The rift between President Barack Obama and Israeli Prime Minister Benjamin Netanyahu has put a spotlight on the importance of the American leader’s personal relationships with other world leaders and what role such friendships play in foreign policy. VOA's Aru Pande reports.
Video

Video Buhari: Nigeria Has ‘Embraced Democracy’

Nigeria woke up to a new president-elect Wednesday, Muhammadu Buhari. But people say democracy is the real winner as the country embarks on its first peaceful handover of power since the end of military rule in 1999. VOA’s Anne Look reports from Abuja.
Video

Video Tiny Camera Sees Inside Blood Vessels

Ahead of any surgical procedure, doctors try to learn as much as possible about the state of the organs they plan to operate on. A new camera developed in the Netherlands can now make that easier - giving surgeons an incredibly detailed look inside blood vessels, all the way to the patient’s heart. VOA’s George Putic has more.
Video

Video Latin American Groups Seek Fans at Texas Music Festival

Latin American music groups played all over Austin, Texas, during the recent South by Southwest festival, and some made fans out of locals as well as people from around the world who had come to hear music. Such exposure can boost such groups' image back home. VOA’s Greg Flakus reports.
Video

Video Stockton Community, Police, Work to Improve Relations

Relations are tense between minority communities and police departments around the United States following police shootings that have generated widely-publicized protests. VOA's Mike O’Sullivan reports from Stockton, California, where police and community groups are working toward solutions, with backing from Washington.
Video

Video Indiana Controversy Highlights Divergent Meanings of Religious Freedom

Indiana’s state government has triggered a nationwide controversy by approving a law that critics say is aimed at allowing discrimination against gays and lesbians. The controversy stems from divergent notions of religious freedom in America. VOA's Jerome Socolovsky reports.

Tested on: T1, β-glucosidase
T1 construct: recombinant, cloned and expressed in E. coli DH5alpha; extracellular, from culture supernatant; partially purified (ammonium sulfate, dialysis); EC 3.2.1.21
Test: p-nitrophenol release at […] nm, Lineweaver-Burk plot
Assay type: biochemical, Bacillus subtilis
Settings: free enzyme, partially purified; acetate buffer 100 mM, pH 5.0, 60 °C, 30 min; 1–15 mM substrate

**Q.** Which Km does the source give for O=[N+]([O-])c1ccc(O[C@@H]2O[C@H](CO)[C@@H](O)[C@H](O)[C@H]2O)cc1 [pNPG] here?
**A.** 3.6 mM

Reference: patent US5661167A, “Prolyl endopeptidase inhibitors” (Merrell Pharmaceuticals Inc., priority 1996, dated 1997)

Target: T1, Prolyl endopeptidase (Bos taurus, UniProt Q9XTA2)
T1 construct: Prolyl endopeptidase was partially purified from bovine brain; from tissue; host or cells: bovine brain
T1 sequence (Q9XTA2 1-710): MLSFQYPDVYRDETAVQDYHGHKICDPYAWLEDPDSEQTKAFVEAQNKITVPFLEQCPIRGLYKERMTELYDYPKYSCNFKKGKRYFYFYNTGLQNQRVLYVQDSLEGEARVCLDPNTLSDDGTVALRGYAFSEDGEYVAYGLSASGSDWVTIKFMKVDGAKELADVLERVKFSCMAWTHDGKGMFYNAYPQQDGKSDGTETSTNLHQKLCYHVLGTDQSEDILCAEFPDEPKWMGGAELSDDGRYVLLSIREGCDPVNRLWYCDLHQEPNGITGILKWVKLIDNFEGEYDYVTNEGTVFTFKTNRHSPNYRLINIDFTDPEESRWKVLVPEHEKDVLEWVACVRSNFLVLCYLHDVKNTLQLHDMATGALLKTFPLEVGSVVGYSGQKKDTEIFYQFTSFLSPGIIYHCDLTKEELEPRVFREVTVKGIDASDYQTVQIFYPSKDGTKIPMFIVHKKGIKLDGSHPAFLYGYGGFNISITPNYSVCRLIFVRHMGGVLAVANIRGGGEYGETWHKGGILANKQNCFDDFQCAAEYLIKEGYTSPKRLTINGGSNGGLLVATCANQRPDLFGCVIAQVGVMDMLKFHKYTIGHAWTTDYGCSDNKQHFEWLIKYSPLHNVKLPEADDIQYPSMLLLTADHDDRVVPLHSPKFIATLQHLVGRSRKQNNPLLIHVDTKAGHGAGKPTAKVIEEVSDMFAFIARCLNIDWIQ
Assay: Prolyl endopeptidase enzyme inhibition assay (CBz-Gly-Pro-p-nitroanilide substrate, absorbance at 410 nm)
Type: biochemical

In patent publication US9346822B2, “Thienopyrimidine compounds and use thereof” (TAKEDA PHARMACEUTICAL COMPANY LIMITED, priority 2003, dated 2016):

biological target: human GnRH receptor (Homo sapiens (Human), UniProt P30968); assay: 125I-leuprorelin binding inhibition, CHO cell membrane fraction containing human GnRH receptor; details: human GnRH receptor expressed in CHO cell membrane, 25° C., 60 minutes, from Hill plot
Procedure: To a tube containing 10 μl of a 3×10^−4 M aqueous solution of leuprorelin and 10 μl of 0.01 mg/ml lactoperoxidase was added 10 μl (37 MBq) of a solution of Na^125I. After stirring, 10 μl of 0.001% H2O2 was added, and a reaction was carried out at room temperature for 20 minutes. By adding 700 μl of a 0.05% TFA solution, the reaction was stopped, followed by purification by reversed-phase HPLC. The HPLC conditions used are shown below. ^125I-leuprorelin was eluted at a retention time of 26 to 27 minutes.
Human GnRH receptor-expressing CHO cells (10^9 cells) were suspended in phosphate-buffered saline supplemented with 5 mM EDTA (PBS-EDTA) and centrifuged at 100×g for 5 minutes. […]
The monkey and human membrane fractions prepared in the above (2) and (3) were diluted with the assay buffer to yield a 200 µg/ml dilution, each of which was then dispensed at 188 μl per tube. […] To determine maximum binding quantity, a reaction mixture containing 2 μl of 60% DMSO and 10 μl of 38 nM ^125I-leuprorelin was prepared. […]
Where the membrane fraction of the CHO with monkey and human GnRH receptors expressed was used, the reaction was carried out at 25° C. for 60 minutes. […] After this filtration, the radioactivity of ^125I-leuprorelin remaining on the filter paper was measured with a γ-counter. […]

Video

Video Report: State of Black America a 'Tale of Two Nations'

The National Urban League has described this year's "State of Black America" report as a "tale of two nations." The group's annual report, released earlier this month (March), found that under an equality index African Americans had only 72% parity compared to whites in areas such as education, economics, health, social justice and civic engagement. It’s a gap that educators and students at Brooklyn’s Medgar Evers College are looking to close. VOA's Daniela Schrier reports from the school.
Video

Video Film Tells Story of Musicians in Mali Threatened by Jihadists

At this year's annual South by Southwest film and music festival in Austin, Texas, some musicians from Mali were on hand to promote a film about how their lives were upturned by jihadists who destroyed ancient treasures in the city of Timbuktu and prohibited anyone from playing music under threat of death. As VOA’s Greg Flakus reports from Austin, some are afraid to return to their hometowns even though the jihadists are no longer in control there.
Video

Video Ebola Vaccine Trials Underway in West Africa

Ebola has claimed the lives of more than 10,000 people in West Africa. Since last summer, researchers have rushed to get anti-Ebola vaccines into clinical trials. While it's too early to say that any of the potential vaccines work, some scientists say they are seeing strong results from some of the studies. VOA's Carol Pearson reports.
Video

Video Philippines Wants Tourists Spending Money at New Casinos

Tourism is a multi-billion dollar industry in the Philippines. Close to five million foreign visitors traveled there last year, perhaps lured by the country’s tropical beaches. But Jason Strother reports from Manila that the country hopes to entice more travelers to stay indoors and spend money inside new casinos.
Video

Video Civilian Casualties Push Men to Join Rebels in Ukraine

The continued fighting in eastern Ukraine and the shelling of civilian neighborhoods seem to be pushing more men to join the separatist fighters. Many of the new recruits are residents of Ukraine made bitter by new grievances, as well as old. VOA's Patrick Wells reports.
Video

Video Cambodian Land Grabs Threaten Traditional Communities

Indigenous communities in Cambodia's Ratanakiri province say the government’s economic land concession policy is taking away their land and traditional way of life, making many fear that their identity will soon be lost. Local authorities, though, have denied this is the case. VOA's Say Mony went to investigate and filed this report, narrated by Colin Lovett.

VOA Blogs

Circumventing Censorship

An Internet Primer for Healthy Web Habits

As surveillance and censoring technologies advance, so, too, do new tools for your computer or mobile device that help protect your privacy and break through Internet censorship.
More